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J Biol Chem. 1996 Sep 13;271(37):22331-8.

Misincorporation by HIV-1 reverse transcriptase promotes recombination via strand transfer synthesis.

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  • 1Department of Biochemistry, University of Rochester, Rochester, New York 14642, USA.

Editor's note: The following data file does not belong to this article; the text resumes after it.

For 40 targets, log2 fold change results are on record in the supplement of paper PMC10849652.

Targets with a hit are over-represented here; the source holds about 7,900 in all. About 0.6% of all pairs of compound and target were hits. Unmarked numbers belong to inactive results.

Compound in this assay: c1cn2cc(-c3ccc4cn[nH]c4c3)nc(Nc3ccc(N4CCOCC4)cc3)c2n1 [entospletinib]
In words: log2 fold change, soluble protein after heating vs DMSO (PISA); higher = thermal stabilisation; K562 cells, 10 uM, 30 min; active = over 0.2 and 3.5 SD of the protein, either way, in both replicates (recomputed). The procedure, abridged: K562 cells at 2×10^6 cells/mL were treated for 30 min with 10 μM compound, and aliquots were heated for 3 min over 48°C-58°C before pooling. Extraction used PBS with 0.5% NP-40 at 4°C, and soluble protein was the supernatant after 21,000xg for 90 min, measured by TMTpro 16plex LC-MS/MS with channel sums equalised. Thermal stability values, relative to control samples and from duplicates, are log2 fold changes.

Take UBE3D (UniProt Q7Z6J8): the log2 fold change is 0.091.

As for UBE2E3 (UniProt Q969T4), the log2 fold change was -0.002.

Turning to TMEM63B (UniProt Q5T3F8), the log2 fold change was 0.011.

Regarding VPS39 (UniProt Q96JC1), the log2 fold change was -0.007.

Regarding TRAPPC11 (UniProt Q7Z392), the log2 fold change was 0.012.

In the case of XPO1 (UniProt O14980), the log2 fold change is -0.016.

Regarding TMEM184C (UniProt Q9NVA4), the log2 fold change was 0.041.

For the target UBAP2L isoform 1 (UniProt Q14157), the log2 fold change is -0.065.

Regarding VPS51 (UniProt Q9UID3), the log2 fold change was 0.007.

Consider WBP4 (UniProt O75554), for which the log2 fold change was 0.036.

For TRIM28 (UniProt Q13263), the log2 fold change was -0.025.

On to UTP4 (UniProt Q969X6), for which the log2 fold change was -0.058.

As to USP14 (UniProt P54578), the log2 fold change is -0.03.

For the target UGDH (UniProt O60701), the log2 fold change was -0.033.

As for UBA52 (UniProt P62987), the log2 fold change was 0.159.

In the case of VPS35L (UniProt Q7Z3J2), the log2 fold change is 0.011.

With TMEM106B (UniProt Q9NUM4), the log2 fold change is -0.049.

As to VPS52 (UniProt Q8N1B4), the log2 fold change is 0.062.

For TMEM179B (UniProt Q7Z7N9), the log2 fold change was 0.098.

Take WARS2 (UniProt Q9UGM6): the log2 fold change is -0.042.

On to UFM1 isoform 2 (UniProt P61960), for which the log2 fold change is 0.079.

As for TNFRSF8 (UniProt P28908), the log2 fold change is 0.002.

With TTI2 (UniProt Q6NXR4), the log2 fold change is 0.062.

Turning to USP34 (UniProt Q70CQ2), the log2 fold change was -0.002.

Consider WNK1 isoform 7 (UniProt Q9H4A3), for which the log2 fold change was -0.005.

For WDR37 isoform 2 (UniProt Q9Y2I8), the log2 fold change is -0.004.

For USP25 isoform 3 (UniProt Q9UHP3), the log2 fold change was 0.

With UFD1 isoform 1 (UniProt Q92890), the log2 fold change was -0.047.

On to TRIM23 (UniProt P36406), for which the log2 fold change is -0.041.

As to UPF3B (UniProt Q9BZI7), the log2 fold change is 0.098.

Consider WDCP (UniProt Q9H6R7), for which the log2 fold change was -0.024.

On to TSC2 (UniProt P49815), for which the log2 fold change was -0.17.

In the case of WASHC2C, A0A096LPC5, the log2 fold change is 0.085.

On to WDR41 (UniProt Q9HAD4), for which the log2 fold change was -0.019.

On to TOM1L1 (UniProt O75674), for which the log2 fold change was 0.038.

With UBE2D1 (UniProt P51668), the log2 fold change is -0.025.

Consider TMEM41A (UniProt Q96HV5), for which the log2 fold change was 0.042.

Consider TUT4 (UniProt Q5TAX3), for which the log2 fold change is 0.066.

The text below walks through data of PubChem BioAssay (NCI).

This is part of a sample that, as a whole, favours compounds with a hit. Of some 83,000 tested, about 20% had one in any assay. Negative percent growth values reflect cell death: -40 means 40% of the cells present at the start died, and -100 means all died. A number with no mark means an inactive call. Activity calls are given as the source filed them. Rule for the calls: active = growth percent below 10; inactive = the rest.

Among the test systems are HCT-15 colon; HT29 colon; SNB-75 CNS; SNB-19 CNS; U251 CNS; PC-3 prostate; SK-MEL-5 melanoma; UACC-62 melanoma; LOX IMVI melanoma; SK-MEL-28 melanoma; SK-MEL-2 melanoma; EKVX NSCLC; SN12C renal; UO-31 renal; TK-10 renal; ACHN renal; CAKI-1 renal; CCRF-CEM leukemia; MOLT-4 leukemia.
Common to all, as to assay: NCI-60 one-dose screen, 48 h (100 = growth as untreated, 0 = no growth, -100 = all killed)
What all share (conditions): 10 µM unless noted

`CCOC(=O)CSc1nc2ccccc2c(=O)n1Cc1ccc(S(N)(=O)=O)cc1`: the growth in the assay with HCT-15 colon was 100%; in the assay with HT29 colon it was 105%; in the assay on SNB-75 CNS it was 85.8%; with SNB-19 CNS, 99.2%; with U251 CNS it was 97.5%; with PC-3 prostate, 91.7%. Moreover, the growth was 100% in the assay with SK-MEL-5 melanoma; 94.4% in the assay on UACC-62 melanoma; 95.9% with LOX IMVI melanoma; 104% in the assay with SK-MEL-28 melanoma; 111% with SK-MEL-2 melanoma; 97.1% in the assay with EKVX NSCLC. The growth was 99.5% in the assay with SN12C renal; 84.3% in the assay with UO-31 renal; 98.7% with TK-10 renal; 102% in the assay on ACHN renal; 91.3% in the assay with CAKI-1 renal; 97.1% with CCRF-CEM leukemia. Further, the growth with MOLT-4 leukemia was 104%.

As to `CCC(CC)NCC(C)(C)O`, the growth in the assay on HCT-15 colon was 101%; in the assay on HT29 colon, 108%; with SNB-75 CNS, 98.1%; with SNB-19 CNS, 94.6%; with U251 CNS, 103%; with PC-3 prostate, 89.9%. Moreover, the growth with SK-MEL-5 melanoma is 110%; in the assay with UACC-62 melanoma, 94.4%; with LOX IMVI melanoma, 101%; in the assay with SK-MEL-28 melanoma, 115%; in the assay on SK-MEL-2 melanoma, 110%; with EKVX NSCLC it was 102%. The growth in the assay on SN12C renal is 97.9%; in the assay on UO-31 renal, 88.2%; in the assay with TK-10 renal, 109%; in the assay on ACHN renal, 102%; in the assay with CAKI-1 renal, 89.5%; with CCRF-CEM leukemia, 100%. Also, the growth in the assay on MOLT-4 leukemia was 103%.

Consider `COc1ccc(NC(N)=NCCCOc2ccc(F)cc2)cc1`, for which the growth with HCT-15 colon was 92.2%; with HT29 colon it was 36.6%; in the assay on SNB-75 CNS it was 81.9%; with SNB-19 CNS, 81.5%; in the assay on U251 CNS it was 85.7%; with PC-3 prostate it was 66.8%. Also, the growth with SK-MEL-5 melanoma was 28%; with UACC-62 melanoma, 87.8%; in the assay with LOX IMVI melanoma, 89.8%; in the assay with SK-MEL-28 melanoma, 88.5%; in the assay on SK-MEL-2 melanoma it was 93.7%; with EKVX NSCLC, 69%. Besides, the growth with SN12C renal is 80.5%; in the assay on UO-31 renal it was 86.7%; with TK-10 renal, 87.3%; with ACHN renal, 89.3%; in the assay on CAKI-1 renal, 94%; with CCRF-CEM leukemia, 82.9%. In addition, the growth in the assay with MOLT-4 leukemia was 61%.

Genome heterogeneity in retroviruses derives from poor fidelity of the reverse transcriptase (RT) and recombination via RT-catalyzed strand transfer synthesis. RTs lack proofreading ability, and they proficiently extend primers with mismatched termini. Recombination reactions carried out in vitro are accompanied by a high frequency of base substitution errors, suggesting a relationship. Here we provide evidence that misincorporation during RNA-directed DNA synthesis promotes strand transfer recombination. Experiments involved measurement of DNA synthesis, RNase H-directed cleavage, and strand transfer synthesis from preformed mismatched primers on RNA templates by human immunodeficiency virus (HIV) RT in vitro. A significant pause in synthesis occurred from a G(primer). rA(template) mismatch compared to the synthesis from a correctly paired (T.A) primer. The misincorporation-induced pause allowed an unusually large area of RT-RNase H-directed cleavage of the template RNA beneath the primer. Strand transfer to an acceptor molecule with sequence identical to the template RNA was about 50% more efficient than if the primer had had a correctly paired terminus. Overall transfer was measured over a large region of homology. Assuming that enhanced transfer occurs primarily at the site of the mismatch, the actual increase in transfer at that site must have been 1-2 orders of magnitude. Inclusion of a different acceptor molecule with complete complementarity to the originally mismatched 3' primer terminus resulted in an additional 2-fold increase in strand transfer efficiency. Overall, these results suggest the mechanism by which misincorporation during minus strand DNA synthesis in retroviral replication would promote high frequency recombination.

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